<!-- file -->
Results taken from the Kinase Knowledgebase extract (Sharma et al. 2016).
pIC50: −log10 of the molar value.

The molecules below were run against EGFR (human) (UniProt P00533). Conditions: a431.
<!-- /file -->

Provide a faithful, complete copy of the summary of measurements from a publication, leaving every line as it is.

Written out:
Results taken from the Kinase Knowledgebase extract (Sharma et al. 2016).
pIC50: −log10 of the molar value.

The molecules below were run against EGFR (human) (UniProt P00533). Conditions: a431.